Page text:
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Thread: how to calculate the significance of an R2 increase (based only on results in paper)

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    how to calculate the significance of an R2 increase (based only on results in paper)




    Recently I have come across several articles that report OLS results of models with increasing numbers of variables. In the articles the R2 and F-statistics are reported (and, of course, t or p values for the coefficients).
    In these articles, I note that the R2 (or adjusted R2) doesn't increase very much and expect that the increase in R2 (or adjusted R2) may not be significant. However, the authors do not provide the F-test of the significance of the increase. Therefore, I would like to calculate this by hand. Can anyone tell me what the formula for this is?

    For example, one study has two models with adjR2=.125 and .168. These two models vary by only 1 variable (which is included in model 2 but not in model 1). The accompanying F-stats are 3.113 and 4.848, the number of coefficients are 6 and 7 respectively, the number of observations 140.
    The aythors claim that this additional variable is very important (it is stat.sign), but I wonder whether the increase in adjR2 is high enough to even continue with the larger model. How would I calculate that based on the reported results table only? I don't have the actual data, so can only work with what is reported in the article.
    If possible, I'd like to know how to do this both for R2 and for adjR2, given that some authors report R2 and others report adjR2.

    Thanks, Peter

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    Re: how to calculate the significance of an R2 increase (based only on results in pap

    I don't know how to do this with R2 but if you have t and p-values for the coefficients, than all variables with p>0.05 are insignificant (if p-values are calculated correctly). Generally, adjR2 are too small for the applicable model. I can say exactly due to my experience - 1. there are redundant variables in this model 2. This model is garbage even if it is statistically significant ( - not applicable). Tip to the author of article - identify the most significant predictor and say that there is a weak correlation. This will be honestly. Other is pseudoscience.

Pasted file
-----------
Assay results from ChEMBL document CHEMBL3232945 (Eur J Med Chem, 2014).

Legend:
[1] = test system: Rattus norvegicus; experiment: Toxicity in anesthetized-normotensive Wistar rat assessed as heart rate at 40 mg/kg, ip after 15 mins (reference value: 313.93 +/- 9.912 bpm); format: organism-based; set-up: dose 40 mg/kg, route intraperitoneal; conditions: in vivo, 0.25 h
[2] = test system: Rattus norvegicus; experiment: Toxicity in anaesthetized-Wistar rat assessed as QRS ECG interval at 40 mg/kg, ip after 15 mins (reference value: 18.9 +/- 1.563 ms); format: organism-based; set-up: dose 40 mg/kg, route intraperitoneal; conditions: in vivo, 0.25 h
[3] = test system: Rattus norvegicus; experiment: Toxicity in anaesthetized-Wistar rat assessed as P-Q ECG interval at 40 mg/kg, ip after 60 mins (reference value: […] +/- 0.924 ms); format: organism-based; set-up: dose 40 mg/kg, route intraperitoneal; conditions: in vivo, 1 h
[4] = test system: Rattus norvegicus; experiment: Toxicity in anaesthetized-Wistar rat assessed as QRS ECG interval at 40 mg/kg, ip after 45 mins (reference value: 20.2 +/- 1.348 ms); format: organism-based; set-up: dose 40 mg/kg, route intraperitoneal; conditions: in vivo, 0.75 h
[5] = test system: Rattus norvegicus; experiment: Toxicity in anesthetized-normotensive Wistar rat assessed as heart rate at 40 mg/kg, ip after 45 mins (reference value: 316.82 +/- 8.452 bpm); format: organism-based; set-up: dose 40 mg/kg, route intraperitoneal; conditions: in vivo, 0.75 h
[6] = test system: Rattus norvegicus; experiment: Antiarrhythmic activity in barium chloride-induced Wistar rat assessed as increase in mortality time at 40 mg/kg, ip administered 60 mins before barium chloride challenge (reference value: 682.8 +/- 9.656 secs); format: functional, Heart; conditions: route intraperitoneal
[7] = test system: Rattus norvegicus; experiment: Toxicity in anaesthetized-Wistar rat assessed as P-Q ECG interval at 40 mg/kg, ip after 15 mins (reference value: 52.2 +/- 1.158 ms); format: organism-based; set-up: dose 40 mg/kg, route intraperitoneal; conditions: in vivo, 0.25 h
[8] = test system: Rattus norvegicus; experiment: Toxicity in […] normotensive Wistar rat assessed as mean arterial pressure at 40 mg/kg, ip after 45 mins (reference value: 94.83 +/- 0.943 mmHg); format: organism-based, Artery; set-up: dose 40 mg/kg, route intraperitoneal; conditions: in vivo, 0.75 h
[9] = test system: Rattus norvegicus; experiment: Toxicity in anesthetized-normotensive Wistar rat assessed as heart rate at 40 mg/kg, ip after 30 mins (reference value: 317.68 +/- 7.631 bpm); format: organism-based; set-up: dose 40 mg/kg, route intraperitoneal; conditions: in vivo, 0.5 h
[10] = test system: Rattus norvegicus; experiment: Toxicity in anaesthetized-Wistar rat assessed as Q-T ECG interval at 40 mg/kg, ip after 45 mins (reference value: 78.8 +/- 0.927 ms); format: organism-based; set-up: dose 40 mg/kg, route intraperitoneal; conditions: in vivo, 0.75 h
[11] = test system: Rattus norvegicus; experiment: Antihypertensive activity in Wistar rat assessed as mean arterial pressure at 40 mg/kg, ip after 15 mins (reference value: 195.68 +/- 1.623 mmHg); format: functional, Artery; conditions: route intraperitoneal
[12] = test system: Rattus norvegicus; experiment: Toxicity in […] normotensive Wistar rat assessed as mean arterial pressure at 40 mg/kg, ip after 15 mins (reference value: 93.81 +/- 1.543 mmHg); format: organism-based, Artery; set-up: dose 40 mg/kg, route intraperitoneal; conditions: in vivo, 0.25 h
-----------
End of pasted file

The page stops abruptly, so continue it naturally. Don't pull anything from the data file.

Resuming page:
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    Re: how to calculate the significance of an R2 increase (based only on results in pap

    Correct me if I'm wrong but I don't think you can compare 2 R squared results and say that one is statistically significant and the other not because they are a measure of effect size rather than statistical significance. You would assess statistical significance on the .05 P value criterion and if the F test met the appropiate critical value in the F distribution.

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    Re: how to calculate the significance of an R2 increase (based only on results in pap

    Quote Originally Posted by PeterV View Post
    Recently I have come across several articles that report OLS results of models with increasing numbers of variables. In the articles the R2 and F-statistics are reported (and, of course, t or p values for the coefficients).
    In these articles, I note that the R2 (or adjusted R2) doesn't increase very much and expect that the increase in R2 (or adjusted R2) may not be significant. However, the authors do not provide the F-test of the significance of the increase. Therefore, I would like to calculate this by hand. Can anyone tell me what the formula for this is?

    Thanks, Peter

    What the authors are reporting is all that is needed. That is, additional information would be redundant.

    You only need to know the t and p-values associated with the regression weights. That's the information that is addressing the question you're asking.